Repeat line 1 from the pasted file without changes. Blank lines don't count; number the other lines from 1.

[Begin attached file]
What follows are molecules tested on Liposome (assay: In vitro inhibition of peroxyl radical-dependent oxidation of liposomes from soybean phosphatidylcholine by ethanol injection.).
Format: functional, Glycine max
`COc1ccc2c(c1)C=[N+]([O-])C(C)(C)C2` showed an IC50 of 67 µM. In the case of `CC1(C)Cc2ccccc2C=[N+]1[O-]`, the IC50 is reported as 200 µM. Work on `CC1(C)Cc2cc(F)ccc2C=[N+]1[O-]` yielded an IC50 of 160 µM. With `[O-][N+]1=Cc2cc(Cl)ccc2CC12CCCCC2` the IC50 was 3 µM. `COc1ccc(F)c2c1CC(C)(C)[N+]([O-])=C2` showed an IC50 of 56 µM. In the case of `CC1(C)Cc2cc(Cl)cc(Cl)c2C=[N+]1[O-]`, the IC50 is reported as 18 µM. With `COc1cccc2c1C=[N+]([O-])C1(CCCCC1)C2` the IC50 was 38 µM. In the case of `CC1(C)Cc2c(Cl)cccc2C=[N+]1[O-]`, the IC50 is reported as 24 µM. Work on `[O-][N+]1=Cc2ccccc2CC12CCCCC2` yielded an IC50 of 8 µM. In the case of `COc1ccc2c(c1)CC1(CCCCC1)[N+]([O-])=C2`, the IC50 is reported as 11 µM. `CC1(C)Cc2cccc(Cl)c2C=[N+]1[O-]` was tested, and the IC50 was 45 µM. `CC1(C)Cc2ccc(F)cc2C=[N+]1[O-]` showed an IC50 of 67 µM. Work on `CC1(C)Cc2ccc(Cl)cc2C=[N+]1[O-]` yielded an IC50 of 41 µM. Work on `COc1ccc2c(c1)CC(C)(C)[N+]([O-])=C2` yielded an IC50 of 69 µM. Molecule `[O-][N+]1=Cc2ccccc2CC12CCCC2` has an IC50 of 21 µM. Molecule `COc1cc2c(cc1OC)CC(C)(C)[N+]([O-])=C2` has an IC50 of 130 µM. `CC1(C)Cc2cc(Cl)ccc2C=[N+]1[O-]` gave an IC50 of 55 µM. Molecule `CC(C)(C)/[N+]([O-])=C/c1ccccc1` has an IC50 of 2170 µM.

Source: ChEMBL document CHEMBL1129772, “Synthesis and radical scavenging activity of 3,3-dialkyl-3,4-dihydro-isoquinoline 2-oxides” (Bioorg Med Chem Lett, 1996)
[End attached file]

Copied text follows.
What follows are molecules tested on Liposome (assay: In vitro inhibition of peroxyl radical-dependent oxidation of liposomes from soybean phosphatidylcholine by ethanol injection.).